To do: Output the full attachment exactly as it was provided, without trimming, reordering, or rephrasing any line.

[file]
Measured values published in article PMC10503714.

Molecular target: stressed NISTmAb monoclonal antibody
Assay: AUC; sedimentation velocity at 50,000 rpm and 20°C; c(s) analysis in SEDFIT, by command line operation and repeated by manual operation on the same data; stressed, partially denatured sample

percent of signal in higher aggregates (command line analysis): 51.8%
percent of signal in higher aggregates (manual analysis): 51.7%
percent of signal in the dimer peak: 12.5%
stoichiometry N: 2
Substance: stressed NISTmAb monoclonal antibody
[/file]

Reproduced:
Measured values published in article PMC10503714.

Molecular target: stressed NISTmAb monoclonal antibody
Assay: AUC; sedimentation velocity at 50,000 rpm and 20°C; c(s) analysis in SEDFIT, by command line operation and repeated by manual operation on the same data; stressed, partially denatured sample

percent of signal in higher aggregates (command line analysis): 51.8%
percent of signal in higher aggregates (manual analysis): 51.7%
percent of signal in the dimer peak: 12.5%
stoichiometry N: 2
Substance: stressed NISTmAb monoclonal antibody